Thermal generating

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Re: Thermal generating

Postby Bill Cummings » Wed Apr 20, 2016 5:55 pm

Hot spring opportunities (Thanks for reminding me, Joe F.)
Minnesota had a lot of shallow swamps. They gave off heat at the end of the day longer than bare ground would.
Switching to thermaling over these swamps near the end of daylight would have me coming out of the air a half hour before sunset.

How about over a power plant water cooling pond
For years Minnesota Power and Light Co. kept Colby Lake from freezing over all winter long even through minus 30 degrees (F).
Sea Gulls would thermal up over the lake to glide 50 miles to Lake Superior which also seldom froze over during the winter.
Many days during the winter with snow covered ground surrounding Lake Superior the Radio data buoys would indicate the wind moving toward the lake from all directions. Sea Gulls could be seen soaring all day without flapping.
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Re: Thermal generating

Postby Bill Cummings » Thu Jun 16, 2016 6:48 pm

Joe's post, above, reminded me of a 50 plus mile flight from towing at the Las Cruces International Airport and gliding to a town called Hillsboro, NM.
After squeaking over the San de Los Uvas Mountains I made it to the cow ranch on the north side of the mountains. The smell of cow fertilizer had me turning back looking for the stinkiest part of the thermal. :shh: Pilots with a good sense of smell (not me) probably have used smell to initiate a search pattern for lift. (The nose knows.)
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Re: Thermal generating

Postby Bill Cummings » Tue Apr 28, 2020 7:24 pm

Twenty five years ago The Duluth Skyline Sky Dogs signed waivers and a landowner (Tommy Thompson) let us tow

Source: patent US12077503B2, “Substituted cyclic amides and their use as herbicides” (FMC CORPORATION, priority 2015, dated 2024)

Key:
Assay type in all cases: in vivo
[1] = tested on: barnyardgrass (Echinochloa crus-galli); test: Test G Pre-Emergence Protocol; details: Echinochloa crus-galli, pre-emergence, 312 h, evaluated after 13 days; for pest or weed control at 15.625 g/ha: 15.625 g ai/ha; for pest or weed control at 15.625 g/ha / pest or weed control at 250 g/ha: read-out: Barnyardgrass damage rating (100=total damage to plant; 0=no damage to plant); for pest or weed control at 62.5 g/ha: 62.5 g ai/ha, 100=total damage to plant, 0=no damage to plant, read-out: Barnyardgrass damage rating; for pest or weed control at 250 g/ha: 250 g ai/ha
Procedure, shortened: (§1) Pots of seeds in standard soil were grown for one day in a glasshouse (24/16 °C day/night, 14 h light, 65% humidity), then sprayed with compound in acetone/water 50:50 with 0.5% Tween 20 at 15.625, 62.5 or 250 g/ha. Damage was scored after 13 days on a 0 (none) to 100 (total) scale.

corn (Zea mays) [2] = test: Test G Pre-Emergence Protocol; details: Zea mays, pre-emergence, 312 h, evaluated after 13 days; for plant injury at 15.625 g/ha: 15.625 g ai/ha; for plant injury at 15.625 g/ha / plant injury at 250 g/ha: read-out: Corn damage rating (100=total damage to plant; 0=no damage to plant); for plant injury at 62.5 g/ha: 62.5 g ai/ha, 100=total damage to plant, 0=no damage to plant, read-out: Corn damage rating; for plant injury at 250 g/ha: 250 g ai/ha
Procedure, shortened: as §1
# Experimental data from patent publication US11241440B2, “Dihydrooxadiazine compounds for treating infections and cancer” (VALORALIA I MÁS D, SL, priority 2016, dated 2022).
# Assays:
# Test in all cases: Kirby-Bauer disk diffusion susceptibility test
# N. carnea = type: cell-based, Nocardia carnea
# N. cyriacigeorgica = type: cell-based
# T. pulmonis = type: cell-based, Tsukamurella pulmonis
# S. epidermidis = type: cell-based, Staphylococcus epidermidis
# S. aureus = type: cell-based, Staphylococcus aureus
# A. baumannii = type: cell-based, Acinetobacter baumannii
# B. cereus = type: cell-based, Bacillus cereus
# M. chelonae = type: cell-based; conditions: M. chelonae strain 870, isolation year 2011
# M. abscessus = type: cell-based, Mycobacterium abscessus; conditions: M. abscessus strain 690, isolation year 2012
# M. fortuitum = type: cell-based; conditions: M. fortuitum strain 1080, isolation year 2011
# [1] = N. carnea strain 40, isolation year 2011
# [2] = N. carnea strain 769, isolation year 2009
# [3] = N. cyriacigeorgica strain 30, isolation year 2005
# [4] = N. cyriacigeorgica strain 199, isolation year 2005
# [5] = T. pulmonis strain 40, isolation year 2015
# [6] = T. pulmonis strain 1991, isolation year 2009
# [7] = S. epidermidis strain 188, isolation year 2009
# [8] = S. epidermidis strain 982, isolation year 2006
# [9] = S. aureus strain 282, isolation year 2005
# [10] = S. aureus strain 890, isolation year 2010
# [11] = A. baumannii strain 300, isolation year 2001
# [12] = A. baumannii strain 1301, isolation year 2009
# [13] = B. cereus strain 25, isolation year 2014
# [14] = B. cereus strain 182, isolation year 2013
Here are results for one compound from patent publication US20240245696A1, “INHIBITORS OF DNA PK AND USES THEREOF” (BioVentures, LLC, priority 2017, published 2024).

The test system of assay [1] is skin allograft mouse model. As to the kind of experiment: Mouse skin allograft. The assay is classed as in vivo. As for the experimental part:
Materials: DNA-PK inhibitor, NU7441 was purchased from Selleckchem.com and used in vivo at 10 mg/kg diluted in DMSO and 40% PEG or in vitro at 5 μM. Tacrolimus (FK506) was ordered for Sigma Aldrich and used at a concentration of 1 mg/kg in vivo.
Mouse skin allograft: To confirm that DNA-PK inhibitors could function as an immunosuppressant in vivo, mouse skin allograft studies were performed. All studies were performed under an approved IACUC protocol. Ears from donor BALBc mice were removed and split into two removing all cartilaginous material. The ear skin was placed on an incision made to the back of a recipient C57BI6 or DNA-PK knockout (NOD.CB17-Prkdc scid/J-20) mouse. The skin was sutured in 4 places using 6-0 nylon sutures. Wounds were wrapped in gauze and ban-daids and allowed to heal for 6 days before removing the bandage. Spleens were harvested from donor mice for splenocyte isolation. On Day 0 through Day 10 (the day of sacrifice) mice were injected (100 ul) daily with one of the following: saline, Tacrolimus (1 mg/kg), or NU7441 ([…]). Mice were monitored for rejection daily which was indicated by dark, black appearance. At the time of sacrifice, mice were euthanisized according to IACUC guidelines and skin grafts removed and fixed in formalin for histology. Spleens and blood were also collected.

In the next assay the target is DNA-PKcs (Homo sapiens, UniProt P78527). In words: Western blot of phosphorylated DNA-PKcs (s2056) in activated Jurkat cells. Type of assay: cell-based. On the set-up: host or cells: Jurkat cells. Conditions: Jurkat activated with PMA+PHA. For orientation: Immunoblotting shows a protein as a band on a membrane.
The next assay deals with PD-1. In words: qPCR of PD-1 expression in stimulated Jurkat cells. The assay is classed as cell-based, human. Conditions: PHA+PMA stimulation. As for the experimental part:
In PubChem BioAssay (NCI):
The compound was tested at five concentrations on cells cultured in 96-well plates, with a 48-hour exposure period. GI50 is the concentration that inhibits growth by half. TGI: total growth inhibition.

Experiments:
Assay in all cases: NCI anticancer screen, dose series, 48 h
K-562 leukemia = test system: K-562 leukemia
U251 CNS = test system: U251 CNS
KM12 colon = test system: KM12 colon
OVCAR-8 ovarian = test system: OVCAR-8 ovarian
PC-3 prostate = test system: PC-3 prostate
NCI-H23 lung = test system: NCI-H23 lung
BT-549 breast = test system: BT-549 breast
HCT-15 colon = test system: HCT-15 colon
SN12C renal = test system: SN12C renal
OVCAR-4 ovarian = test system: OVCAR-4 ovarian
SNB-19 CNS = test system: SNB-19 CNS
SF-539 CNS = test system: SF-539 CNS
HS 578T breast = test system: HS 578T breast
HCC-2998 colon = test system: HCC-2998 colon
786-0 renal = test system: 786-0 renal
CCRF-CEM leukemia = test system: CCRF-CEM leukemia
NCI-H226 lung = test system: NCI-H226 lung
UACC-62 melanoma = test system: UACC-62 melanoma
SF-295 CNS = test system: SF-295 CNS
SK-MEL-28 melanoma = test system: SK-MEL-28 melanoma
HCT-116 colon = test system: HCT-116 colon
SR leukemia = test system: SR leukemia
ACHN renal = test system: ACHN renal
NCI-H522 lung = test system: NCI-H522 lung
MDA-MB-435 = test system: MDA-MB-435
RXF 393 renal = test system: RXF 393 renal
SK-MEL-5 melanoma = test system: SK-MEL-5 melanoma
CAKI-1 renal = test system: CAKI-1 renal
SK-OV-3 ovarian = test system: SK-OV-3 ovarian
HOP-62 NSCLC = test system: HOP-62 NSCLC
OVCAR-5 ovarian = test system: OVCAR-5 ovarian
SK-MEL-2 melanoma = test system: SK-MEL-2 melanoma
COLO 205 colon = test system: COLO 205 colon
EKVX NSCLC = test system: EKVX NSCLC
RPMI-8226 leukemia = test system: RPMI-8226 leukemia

on the dirt roads on the property that he farmed. He had a government grant to drain the peat bogs between
Palisade, Minnesota and McGregor, Minnesota (USA).
For tow roads there were two east/west roads that were half mile apart each four miles long.
Crisscrossing the two parallel east/west roads were three north/south roads each a mile and a half long.
The club pilots named it, "The Black Hole." It put us into the third dimension for many XC flights.
The Black Hole. Minnesota.JPG
The Black Hole. Minnesota.JPG (42.03 KiB) Viewed 477 times

Some days even though we had a lot of roads we would find ourselves towing up between cloud Streets.
With winds 10 to 15 MPH the thermals would line up like soldiers and form a line of clouds that indicated
the line of lift that we wanted to follow down wind.
As luck would have it many times the roads were not under the cloud streets but under the clear sinky air
between the cloud streets.
Some days we sunk out after several tows then we would tell the tow driver to tow us up and take a left
at the next intersection. Before the driver turned the corner we would have to fly to the right side of the
tow road in anticipation of the slack we would get when the tow vehicle turned left. That turn would
get us under the cloud street where we would release the tow line and leave, "The Black Hole."
In the drawing below the squiggly line is the approximate flight path for the glider that would make the
90°tow-up work.
Once a thermal has been generated you have to find it.
Car tows HG under a cloud street..JPG
Car tows HG under a cloud street..JPG (17.31 KiB) Viewed 477 times
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